Recalls of unsafe vaccine are rare
Fresno Bee DPT report 1984

In the 40 years that pertussis vaccine has been given to American children, only four lots have been withdrawn from the market as unsafe. Sometimes such lots are called hot lots.

As defined by the national Centers for Disease Control, a hot lot is one that generates reports of more than two deaths or two convulsions or a total of 10 adverse reports.

On March 30, a memorandum to Dr. Alan R. Hinman, CDC’s immunization director, identified 13 batches of Wyeth Laboratories vaccine and six from Lederle Laboratories as potential hot lots.

The reports of deaths, brain damage, convulsions, abscesses and allergic reactions totaled 413-- including 16 deaths— for Wyeth’s 13 lots, and 114 reports —with three deaths — for Lederle’s six lots.

How many doses did those lots provide? And where had the vaccine been shipped? Without answers, the CDC couldn’t determine the significance of the numbers or connect complaints in other parts of the country. And Wyeth and Lederle gave no answers.

Betty Hiner, of the Food and Drug Administration’s Office of Biologics Research and Review, telephoned the companies March 30 about some of the problem lots.

Dr. Harrison C. Stetler and John R. Mullen, CDC officials who had sent the original memo to Hinmän, later reported to him "that Lederle does not respond to the inquires about distribution. . . and Wyeth declined to release this information on outdated lots."

As a result, they said, they couldn’t determine whether the lots "represent reporting bias or actual higher reaction rates and whether Wyeth lots have higher rates of reactions than DPT vaccine of other manufacturers."

The lots remained on the market.

(Spokesmen for Wyeth, Lederle and Connaught laboratories, citing litigation, would not comment about hot lots.)

The FDA is considering changes in the regulations so data on vaccine lots and distribution can be obtained from the manufacturers.

Dr. Gerald Faich, the director of epidemiology and biostatistics, said: "We have not systematically asked for that information in the past. We have every intention of getting it in the future."

Faich also disagreed with the CDC’s definition of a hot lot, which "is not a universally accepted definition by any means." Faich said the CDC numbers are merely a "statistical clustering of adverse reactions."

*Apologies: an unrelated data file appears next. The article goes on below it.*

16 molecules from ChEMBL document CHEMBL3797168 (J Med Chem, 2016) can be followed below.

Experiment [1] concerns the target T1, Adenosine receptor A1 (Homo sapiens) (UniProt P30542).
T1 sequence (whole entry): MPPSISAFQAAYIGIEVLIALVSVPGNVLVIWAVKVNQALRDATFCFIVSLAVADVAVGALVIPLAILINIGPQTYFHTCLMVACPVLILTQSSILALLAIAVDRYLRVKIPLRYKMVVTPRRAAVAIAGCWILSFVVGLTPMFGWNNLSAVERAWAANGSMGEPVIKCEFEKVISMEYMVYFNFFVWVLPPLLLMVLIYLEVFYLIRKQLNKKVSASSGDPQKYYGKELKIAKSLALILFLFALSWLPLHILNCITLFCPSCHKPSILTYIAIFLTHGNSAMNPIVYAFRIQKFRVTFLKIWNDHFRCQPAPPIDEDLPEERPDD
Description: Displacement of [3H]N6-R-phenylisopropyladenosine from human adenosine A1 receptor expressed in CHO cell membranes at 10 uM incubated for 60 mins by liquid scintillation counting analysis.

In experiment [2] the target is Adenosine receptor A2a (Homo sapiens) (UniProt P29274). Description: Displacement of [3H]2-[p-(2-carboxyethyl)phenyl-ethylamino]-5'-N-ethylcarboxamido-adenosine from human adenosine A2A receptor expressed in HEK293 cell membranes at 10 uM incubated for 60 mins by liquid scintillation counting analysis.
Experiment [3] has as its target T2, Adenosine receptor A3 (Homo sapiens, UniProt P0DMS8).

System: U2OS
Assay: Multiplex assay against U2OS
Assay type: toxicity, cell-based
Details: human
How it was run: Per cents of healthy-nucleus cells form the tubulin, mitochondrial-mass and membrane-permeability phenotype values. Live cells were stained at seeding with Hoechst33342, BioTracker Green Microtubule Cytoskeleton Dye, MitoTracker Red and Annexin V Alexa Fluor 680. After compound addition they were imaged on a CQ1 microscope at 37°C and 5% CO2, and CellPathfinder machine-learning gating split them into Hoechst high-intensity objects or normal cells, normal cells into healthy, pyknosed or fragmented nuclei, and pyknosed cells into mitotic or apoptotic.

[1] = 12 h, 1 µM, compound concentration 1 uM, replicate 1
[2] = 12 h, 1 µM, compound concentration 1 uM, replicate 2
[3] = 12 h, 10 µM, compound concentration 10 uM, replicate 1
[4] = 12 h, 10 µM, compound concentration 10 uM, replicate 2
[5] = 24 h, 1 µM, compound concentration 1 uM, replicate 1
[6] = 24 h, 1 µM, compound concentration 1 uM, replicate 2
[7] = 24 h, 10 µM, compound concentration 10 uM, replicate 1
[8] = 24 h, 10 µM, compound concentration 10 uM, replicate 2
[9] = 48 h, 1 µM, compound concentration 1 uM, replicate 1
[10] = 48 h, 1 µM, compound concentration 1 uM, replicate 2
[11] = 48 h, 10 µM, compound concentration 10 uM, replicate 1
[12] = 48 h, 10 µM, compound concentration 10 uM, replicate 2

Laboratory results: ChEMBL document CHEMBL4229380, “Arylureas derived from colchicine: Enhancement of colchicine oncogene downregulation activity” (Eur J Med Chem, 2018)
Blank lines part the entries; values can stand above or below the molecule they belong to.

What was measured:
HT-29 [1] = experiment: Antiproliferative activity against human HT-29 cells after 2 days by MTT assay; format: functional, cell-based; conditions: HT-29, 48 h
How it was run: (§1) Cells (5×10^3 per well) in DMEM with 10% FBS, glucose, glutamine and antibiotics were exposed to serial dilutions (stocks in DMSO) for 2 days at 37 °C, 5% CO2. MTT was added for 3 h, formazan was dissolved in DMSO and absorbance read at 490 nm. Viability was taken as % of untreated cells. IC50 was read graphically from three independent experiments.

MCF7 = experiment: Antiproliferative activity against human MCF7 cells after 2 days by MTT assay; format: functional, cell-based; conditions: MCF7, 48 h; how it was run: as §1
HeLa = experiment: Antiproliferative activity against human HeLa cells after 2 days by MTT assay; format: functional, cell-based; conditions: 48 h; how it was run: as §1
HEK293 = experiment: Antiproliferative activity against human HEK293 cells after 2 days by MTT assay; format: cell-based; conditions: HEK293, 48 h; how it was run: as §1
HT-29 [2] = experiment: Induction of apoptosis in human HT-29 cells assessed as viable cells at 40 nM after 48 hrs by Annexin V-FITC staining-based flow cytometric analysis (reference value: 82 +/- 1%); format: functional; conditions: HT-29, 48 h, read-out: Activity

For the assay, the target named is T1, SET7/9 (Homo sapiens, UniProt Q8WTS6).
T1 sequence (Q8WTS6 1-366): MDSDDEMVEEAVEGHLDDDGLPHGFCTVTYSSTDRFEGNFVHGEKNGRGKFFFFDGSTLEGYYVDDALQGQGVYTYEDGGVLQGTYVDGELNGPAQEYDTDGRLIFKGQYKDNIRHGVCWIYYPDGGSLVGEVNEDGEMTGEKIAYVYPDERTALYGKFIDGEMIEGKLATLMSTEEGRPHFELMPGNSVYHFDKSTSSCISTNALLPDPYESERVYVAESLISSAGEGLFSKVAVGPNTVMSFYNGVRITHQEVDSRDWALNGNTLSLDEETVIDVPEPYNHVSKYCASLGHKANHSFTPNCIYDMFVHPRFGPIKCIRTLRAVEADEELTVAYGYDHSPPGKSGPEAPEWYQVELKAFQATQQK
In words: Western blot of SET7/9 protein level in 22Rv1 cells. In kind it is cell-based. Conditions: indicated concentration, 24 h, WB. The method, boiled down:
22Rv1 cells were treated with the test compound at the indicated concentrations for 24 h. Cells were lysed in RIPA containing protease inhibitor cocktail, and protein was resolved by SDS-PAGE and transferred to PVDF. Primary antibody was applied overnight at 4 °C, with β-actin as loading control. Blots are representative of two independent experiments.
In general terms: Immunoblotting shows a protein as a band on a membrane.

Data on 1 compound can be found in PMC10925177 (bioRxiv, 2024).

"My impression is that there has not been a true hot lot that required withdrawal from the market excepting Sciavo’s," Faich said.

Under pressure from the FDA and the CDC, Sclavo Inc. recalled two batches for too many abscesses.

Only two other lots have been


• Wyeth’s designated lot 64201 was voluntarily withdrawn by the manufacturer after a cluster of 11 deaths in Tennessee in 1979. (See story on facing page.)

• National Drug Co. lot, 40 years ago, referred to in an article in the 1946 Journal of American Medical Association. For every lot taken off the market, dozens of potential hot lots have not been recalled. One was lot No. 1182, made by the state of Michigan in 1975. (Massachusetts also manufactures DPT vaccine.)

Michigan had made too much DPT in its Lansing laboratory and wanted to sell it to other states. That required FDA testing and approval, as with any other manufacturer.

However, the FDA denied approval and returned the vaccine, saying It was 300 percent too potent.

State health officials disagreed and decided to test the vaccine on children in Ingham County (Lansing). Despite more adverse reactions than usual, health officials released 400,000 doses of the DPT vaccine for use throughout the state a month later.

The Detroit News reported that three children were left with permanent brain damage. Lawsuits In those cases and four others were filed against the state of Michigan.

[Vaccination]  [Fresno Bee report]